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Join OCSA for the 2nd Annual Oche for Ovaries Dart Tournament and Benefit on September 26th in Sycamore, IL. This year’s event is held in honor and memory of our dear friend K Lynn Acord who passed away from ovarian cancer on Mother’s Day.
Location: Ski’s All American Pub (1001 West State Street, Sycamore IL)
Cost: $20 Entry (at the door) includes registration to a blind draw and buffe style meal
10 entry (online) includes a buffet style meal only
O’s for Ovaries (Bullseye Challenge)
Register for the event online HERE
OCSA invites restaurants in Chicagoland to participate for one month out of a calendar year for the Restaurant of the Month Program. The Restaurant will designate a special item or deal for their month and donate a percentage of the sales to OCSA.
554 Randall Road, South Elgin, IL
922 Randall Road, St. Charles, IL
Offer: 5% total sales in September for the Gyros - Served on a 8 inch pita with extra meat off the spit, piled high with onions, fresh tomatoes and our homemade tzatziki sauce
Location: 6699 North Northwest Highway, Chicago IL 60631
Offer: A percentage of the sales from Joe’s Meatball Salad will be donated to OCSA
Joe’s Meatball Salad: house made meatballs, chopped lettuce, red onion, tomato, fontinella, garlic crustini
You read it right! The “Nose” Knows, we hope!
The Ovarian Cancer Symptom Awareness Organization (OCSA) continues to unleash innovative ways to raise awareness about the silent symptoms of the disease. Embracing the human animal bond and opening new communication channels through veterinarians with OCSA’s Veterinary Outreach Program (VOP) was a first in the ovarian cancer awareness arena.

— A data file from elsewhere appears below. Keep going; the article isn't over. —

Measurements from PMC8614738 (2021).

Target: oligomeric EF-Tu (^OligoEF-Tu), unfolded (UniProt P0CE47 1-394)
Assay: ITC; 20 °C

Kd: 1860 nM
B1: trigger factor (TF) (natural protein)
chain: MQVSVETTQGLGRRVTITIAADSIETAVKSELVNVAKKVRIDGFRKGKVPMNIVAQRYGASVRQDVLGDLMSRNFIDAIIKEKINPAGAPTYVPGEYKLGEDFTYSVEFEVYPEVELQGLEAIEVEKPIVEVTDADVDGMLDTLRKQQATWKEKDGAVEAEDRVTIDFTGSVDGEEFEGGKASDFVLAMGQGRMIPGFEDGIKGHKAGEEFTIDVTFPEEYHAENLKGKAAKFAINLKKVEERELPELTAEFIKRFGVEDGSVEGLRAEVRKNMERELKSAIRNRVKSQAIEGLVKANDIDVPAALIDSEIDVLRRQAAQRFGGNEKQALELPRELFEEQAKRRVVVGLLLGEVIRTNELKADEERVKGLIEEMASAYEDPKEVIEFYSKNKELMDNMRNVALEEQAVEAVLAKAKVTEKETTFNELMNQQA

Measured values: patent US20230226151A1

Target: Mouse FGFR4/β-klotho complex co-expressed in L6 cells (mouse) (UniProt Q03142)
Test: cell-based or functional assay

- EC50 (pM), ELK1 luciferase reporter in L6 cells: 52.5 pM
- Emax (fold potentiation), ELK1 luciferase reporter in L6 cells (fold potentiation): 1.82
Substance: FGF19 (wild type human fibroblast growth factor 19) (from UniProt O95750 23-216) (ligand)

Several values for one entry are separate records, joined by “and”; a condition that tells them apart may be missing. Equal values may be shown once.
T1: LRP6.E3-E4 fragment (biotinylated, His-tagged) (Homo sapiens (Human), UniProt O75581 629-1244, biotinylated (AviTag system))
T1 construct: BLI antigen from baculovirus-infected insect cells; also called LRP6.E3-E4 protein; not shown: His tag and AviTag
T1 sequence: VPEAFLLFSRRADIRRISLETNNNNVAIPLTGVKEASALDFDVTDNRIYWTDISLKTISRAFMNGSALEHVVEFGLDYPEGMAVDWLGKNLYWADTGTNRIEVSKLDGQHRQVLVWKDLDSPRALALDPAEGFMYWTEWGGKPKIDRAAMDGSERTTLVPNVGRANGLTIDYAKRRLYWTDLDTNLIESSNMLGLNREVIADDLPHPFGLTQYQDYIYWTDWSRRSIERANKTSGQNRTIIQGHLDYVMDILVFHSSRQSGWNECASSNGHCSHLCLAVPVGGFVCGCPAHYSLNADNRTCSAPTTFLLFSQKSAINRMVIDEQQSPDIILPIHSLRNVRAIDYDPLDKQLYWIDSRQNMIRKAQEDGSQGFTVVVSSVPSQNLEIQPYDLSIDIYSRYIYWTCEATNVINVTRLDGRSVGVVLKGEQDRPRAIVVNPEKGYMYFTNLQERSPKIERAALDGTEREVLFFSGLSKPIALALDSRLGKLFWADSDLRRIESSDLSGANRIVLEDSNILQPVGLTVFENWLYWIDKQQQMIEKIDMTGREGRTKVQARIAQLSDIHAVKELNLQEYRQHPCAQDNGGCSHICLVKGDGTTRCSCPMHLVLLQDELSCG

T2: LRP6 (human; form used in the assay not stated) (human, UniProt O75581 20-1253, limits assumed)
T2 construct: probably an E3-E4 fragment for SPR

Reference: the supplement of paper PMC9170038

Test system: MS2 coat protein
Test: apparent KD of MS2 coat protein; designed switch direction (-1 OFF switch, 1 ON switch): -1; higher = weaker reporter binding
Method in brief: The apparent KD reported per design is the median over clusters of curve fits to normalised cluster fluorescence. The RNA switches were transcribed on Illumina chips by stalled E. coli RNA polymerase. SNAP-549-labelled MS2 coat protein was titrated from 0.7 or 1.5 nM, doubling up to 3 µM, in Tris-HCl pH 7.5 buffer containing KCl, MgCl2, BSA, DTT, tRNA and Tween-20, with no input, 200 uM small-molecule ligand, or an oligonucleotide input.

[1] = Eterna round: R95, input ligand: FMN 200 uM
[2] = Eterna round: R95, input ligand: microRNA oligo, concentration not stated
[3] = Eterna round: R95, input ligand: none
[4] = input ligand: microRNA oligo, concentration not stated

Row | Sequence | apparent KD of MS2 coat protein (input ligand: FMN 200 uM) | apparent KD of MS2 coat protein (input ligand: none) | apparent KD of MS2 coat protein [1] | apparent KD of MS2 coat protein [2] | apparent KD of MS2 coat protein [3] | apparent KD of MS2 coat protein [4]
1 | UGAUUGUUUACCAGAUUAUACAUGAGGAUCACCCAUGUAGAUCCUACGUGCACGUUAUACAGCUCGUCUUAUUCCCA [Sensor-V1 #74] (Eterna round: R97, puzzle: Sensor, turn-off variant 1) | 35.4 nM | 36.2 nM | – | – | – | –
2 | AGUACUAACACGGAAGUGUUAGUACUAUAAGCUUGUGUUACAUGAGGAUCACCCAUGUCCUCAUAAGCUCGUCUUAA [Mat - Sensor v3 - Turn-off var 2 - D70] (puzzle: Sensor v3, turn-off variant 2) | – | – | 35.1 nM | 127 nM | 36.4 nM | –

This month, we’ve added something rather special. Meet Ohlin! Ohlin, a Chocolate Labrador Retriever, is being trained to identify odorants associated with ovarian cancer cells. Did you know a human has about 5 million scent receptors, while a dog can have between 125-300 million scent receptors depending upon the breed?
Ohlin’s scent receptors are being put to good use in the research being led by Penn Vet Working Dog Center and the Monell Chemical Senses Center and we need your support!
We are connecting the dots between OCSA, Pets and People with our partnership with The University of Pennsylvania’s School of Veterinary Medicine. They are investigating using canine olfaction, along with chemical and nanotechnology analysis, to detect early stage ovarian cancer.
The VOP offers a first-ever collaboration that is designed to open new channels of communication and raise awareness about the silent and often-ignored symptoms of ovarian cancer. With strong engagement and support from the Illinois Department of Public Health, leaders in the community and veterinary industry, will gather to recognize the Gateway Veterinary Clinic and clinic owner, Dr. Kurt Klepitsch, DVM, as the first official VOP partner at a private one-hour reception on Friday morning, January 25.
According to Peter Weber, executive director of the ISVMA, association members report that pet owners talking about their pet’s health often feel comfortable talking about their own health concerns. Supplied with knowledge surrounding the silent symptoms of ovarian cancer, VOP members can exponentially increase the number of individuals receiving the message, and help to save lives.
The VOP will inform urban and rural veterinarians, veterinary clinicians, and veterinary discipline students about ovarian cancer and its silent symptoms including bloating, pelvic pain, difficulty eating and frequent or urgent urination. Veterinarians and clinics can join the program for a nominal fee which covers costs for a start-up kit including educational displays and brochures regarding the silent symptoms, where to find more information, and how to find medical assistance.
The Ovarian Cancer Symptom Awareness Organization (OCSA) launched an innovative new awareness program at the 130th Annual Illinois State Veterinary Medical Association Convention in Lombard, IL on Sunday, November 4. The OCSA Veterinary Outreach Program (VOP) mission is “fighting ovarian cancer with animal passion,” and seeks to engage and collaborate with the veterinary community members who have immediate access to individuals already inclined to discuss health issues in their presence.